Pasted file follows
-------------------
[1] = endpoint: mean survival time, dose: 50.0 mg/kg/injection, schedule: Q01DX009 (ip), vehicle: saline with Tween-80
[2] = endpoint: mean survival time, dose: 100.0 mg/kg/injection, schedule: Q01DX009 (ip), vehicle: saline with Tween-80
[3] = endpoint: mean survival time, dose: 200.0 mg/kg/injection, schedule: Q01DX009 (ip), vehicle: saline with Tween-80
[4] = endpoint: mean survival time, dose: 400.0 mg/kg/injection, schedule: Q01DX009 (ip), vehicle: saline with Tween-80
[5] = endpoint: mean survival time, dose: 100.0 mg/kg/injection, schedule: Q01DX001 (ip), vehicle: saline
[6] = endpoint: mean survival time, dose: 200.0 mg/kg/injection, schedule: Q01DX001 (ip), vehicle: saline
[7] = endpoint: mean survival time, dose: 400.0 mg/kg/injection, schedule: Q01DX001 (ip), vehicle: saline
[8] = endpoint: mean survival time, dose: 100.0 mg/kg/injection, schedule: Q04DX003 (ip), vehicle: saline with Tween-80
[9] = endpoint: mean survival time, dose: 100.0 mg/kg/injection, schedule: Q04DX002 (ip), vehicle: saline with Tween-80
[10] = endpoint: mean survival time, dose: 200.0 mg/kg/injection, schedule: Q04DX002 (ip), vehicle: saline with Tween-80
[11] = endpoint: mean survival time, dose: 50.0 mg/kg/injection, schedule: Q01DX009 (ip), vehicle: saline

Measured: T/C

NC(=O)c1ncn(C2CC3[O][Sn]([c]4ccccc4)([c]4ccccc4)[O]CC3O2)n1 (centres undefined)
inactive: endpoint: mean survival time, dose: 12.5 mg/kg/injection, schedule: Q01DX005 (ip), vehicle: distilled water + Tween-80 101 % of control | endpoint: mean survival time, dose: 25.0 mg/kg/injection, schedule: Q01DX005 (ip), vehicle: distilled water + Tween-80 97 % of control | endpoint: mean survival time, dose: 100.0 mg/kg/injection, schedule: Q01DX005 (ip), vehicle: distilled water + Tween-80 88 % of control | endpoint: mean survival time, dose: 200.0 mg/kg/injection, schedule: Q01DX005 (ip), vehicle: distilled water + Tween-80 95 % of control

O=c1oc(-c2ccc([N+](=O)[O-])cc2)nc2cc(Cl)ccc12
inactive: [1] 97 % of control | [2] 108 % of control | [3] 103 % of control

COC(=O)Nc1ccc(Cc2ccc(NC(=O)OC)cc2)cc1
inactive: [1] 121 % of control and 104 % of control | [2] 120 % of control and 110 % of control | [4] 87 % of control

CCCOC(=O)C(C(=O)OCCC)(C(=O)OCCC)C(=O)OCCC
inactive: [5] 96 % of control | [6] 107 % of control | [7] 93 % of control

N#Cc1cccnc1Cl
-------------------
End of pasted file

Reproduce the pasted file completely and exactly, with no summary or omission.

[1] = endpoint: mean survival time, dose: 50.0 mg/kg/injection, schedule: Q01DX009 (ip), vehicle: saline with Tween-80
[2] = endpoint: mean survival time, dose: 100.0 mg/kg/injection, schedule: Q01DX009 (ip), vehicle: saline with Tween-80
[3] = endpoint: mean survival time, dose: 200.0 mg/kg/injection, schedule: Q01DX009 (ip), vehicle: saline with Tween-80
[4] = endpoint: mean survival time, dose: 400.0 mg/kg/injection, schedule: Q01DX009 (ip), vehicle: saline with Tween-80
[5] = endpoint: mean survival time, dose: 100.0 mg/kg/injection, schedule: Q01DX001 (ip), vehicle: saline
[6] = endpoint: mean survival time, dose: 200.0 mg/kg/injection, schedule: Q01DX001 (ip), vehicle: saline
[7] = endpoint: mean survival time, dose: 400.0 mg/kg/injection, schedule: Q01DX001 (ip), vehicle: saline
[8] = endpoint: mean survival time, dose: 100.0 mg/kg/injection, schedule: Q04DX003 (ip), vehicle: saline with Tween-80
[9] = endpoint: mean survival time, dose: 100.0 mg/kg/injection, schedule: Q04DX002 (ip), vehicle: saline with Tween-80
[10] = endpoint: mean survival time, dose: 200.0 mg/kg/injection, schedule: Q04DX002 (ip), vehicle: saline with Tween-80
[11] = endpoint: mean survival time, dose: 50.0 mg/kg/injection, schedule: Q01DX009 (ip), vehicle: saline

Measured: T/C

NC(=O)c1ncn(C2CC3[O][Sn]([c]4ccccc4)([c]4ccccc4)[O]CC3O2)n1 (centres undefined)
inactive: endpoint: mean survival time, dose: 12.5 mg/kg/injection, schedule: Q01DX005 (ip), vehicle: distilled water + Tween-80 101 % of control | endpoint: mean survival time, dose: 25.0 mg/kg/injection, schedule: Q01DX005 (ip), vehicle: distilled water + Tween-80 97 % of control | endpoint: mean survival time, dose: 100.0 mg/kg/injection, schedule: Q01DX005 (ip), vehicle: distilled water + Tween-80 88 % of control | endpoint: mean survival time, dose: 200.0 mg/kg/injection, schedule: Q01DX005 (ip), vehicle: distilled water + Tween-80 95 % of control

O=c1oc(-c2ccc([N+](=O)[O-])cc2)nc2cc(Cl)ccc12
inactive: [1] 97 % of control | [2] 108 % of control | [3] 103 % of control

COC(=O)Nc1ccc(Cc2ccc(NC(=O)OC)cc2)cc1
inactive: [1] 121 % of control and 104 % of control | [2] 120 % of control and 110 % of control | [4] 87 % of control

CCCOC(=O)C(C(=O)OCCC)(C(=O)OCCC)C(=O)OCCC
inactive: [5] 96 % of control | [6] 107 % of control | [7] 93 % of control

N#Cc1cccnc1Cl